“So do you think you can do that for me?”
I should say no. I should point out that I have a million projects due this week, that I haven’t had a restful night of sleep in ages, that I don’t want to take on more work. Say no, say no, say no!
I’ll walk away from this encounter kicking myself, wishing I had the courage to let that little word slip through my lips. But I don’t. When a friend, professor, acquaintance or enemy asks me for a favor, I accept without delay. I live to please, and this habit has certainly made my life rewarding. However, I’ll be the first to admit that being a people pleaser tends to bring more trouble than peace into my life.
You know how parents love to use the “I’m disappointed in you” line on their kids? At 20 years-old, that phrase still works on me like a charm. I hear those words in my nightmares. But I can’t be alone; surely others out there cringe at the thought of letting a professor down. How many of you have taken on extra projects for a teacher simply because you couldn’t bring yourself to say “no”? I certainly have.
During the first semester of my freshman year, my Spanish professor asked me and a close friend to participate in the Spanish Talent Show, an exhibition of Spanish skits, music and more to which the entire school was invited to attend. Now, a normal person might feel excited at the prospect of showing off their linguistic talents. I do not fall into that category. I like to avoid attention whenever possible, and this was especially true during my freshman year.
The very last thing I wanted to do was perform onstage—in my second language—in front of a room filled with native Spanish speakers. A rational person would have said “no.” What did I say? “Sí, puedo hacerlo.” A week later I stood trembling under a spotlight while I shakily delivered my lines to the audience. When the show finally drew to a close the only English words left in my head were “Never. Again.” I certainly did not disappoint my professor that night, but at what cost?
My employers also benefit from my inability to deny a favor. I relish my work as a writing tutor because it allows me to use my time for the sole purpose of helping others. Because of this, I often sign up for extra hours whenever my boss offers them. This certainly doesn’t qualify as a bad habit, but it tends to result in a lack of sleep for myself.
One night, my boss asked for tutors to trek out to the freshman dorms and work from the study lounges, so that students would have direct access to us. Great idea, right?
Well, this happened to take place the night before a paper deadline, and procrastinators flooded the lounges. I walked into a room with stressed out students as far as the eye could see. All of them had written their names on a waiting list. Technically, I should only have been on duty for two hours. Knowing me, though, you can probably imagine what actually happened. The freshmen looked at me with panic-stricken eyes. I felt obligated to stay until every student on the list had been given a consultation.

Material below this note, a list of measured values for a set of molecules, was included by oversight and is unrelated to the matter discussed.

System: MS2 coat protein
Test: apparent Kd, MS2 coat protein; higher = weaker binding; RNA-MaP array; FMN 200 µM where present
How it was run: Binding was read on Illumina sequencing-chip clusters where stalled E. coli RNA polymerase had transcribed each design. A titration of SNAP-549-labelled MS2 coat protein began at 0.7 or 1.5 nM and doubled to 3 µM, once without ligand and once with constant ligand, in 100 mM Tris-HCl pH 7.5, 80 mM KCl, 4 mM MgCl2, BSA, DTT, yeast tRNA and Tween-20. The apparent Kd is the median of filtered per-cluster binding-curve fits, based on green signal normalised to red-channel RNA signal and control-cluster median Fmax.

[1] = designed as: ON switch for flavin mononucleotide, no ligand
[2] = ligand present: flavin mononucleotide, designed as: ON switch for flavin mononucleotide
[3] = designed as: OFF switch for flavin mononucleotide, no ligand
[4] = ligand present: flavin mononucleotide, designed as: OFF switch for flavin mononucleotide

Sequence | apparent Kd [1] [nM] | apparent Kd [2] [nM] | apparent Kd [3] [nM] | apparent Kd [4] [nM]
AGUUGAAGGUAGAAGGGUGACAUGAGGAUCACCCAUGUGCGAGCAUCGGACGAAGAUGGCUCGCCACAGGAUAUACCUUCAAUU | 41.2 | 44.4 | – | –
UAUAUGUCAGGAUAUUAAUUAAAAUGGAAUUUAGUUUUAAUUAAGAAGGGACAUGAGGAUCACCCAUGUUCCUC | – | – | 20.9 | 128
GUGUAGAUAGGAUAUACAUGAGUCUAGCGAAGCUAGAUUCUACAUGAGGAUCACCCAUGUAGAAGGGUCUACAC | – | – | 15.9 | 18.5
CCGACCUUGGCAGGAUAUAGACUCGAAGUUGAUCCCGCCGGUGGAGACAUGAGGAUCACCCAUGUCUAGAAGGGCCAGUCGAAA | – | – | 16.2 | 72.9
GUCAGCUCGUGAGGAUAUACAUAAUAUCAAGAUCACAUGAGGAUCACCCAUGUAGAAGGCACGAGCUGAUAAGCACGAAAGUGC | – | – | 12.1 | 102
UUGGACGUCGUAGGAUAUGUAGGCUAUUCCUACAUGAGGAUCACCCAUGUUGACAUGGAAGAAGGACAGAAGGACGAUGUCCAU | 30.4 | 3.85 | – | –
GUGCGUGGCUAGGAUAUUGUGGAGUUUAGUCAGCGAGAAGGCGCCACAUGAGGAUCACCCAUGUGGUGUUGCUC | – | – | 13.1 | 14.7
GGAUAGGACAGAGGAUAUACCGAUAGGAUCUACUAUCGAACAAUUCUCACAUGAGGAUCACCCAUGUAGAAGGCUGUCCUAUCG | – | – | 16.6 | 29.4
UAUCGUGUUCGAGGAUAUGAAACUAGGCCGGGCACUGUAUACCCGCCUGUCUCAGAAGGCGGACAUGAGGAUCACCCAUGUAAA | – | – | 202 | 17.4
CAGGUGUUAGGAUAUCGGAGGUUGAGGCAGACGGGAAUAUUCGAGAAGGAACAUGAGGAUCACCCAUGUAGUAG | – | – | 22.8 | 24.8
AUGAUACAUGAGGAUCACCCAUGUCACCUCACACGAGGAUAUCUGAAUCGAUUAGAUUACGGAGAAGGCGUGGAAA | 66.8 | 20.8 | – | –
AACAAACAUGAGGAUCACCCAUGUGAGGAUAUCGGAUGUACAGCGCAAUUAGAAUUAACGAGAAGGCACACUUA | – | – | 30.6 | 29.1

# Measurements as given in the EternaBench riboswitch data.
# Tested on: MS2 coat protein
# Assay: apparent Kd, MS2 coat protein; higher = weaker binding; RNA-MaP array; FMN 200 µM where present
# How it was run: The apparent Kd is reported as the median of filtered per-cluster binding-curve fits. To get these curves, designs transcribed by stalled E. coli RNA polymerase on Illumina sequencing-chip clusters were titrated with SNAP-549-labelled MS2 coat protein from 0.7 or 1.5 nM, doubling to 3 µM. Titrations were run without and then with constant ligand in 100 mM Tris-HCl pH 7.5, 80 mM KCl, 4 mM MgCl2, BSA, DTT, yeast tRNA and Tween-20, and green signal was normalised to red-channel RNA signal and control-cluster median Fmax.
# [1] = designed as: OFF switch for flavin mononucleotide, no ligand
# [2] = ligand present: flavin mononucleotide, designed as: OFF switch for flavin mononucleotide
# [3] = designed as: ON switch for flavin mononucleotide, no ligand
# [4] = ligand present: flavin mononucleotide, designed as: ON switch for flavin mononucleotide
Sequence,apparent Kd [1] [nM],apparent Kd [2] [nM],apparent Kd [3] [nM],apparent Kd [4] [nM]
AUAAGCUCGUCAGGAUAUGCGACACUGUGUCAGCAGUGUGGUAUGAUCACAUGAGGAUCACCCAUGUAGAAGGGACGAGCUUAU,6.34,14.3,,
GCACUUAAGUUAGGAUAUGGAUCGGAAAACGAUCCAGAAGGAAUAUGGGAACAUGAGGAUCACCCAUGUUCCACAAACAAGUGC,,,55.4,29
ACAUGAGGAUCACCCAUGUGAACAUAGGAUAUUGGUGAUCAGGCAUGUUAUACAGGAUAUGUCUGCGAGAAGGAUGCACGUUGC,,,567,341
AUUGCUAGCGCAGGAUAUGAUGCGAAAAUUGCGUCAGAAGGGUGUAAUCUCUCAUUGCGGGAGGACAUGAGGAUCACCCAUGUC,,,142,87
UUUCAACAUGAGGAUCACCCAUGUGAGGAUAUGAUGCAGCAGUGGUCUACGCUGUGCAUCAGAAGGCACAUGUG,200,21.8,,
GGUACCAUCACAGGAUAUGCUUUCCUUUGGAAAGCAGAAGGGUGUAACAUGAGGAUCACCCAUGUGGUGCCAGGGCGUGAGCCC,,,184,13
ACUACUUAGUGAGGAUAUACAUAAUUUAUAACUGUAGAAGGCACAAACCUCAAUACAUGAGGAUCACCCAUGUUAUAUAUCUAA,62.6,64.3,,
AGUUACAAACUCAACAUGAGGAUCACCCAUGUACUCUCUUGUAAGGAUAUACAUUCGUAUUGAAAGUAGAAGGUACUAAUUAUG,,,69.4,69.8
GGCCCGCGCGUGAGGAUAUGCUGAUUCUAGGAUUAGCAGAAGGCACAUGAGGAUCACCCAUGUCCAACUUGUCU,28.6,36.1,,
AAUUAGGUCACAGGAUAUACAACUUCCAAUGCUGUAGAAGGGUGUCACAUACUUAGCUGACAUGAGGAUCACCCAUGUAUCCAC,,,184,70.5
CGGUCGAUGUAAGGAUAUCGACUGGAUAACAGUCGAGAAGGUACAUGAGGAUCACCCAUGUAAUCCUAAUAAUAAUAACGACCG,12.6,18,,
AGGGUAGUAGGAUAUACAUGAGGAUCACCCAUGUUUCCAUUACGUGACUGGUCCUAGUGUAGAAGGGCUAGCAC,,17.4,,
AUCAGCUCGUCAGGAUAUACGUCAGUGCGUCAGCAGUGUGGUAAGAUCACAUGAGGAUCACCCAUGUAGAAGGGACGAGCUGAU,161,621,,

At this point, 2 a.m. came and went. I didn’t want to make the walk to my dorm across campus alone. I had two options: sleep in the public study lounge of an underclassmen dorm or awkwardly wake an RA friend and beg him to walk me home. I chose the latter, and sauntered up to his room to explain my situation. Luckily, he found my predicament more amusing than annoying. He agreed to protect me from the dangers of the night while I made the trip home. I have since made an effort to sign up for earlier shifts and thus haven’t yet had to sleep in a study lounge. I do hope that I’ll never be presented with that option again.
My friends like to joke that I’ve become Minnesota’s own Leslie Knope. I like to take it as a compliment. I might not be able to rock a power blazer the way she does, but I can go to sleep confident that I’ve helped someone that day. When you live to serve, you live a rewarding life. You have the power to make someone’s day, to lessen their stress—who wouldn’t want that?
Living as a people-pleaser can certainly make your life more positive, but it has significant drawbacks as well. I’ll share the more humorous incidents that have resulted from this habit. But in all seriousness, living only to please others make it easier for them to take advantage of you.
Pace yourself, don’t take on more than you can handle or everyone, yourself included, will be left unsatisfied. You can act with kindness and generosity without allowing others to exploit you. Just understand that you can’t please everyone all the time. So even though I know just how difficult it is to say “no,” your life will improve when you learn how to say it.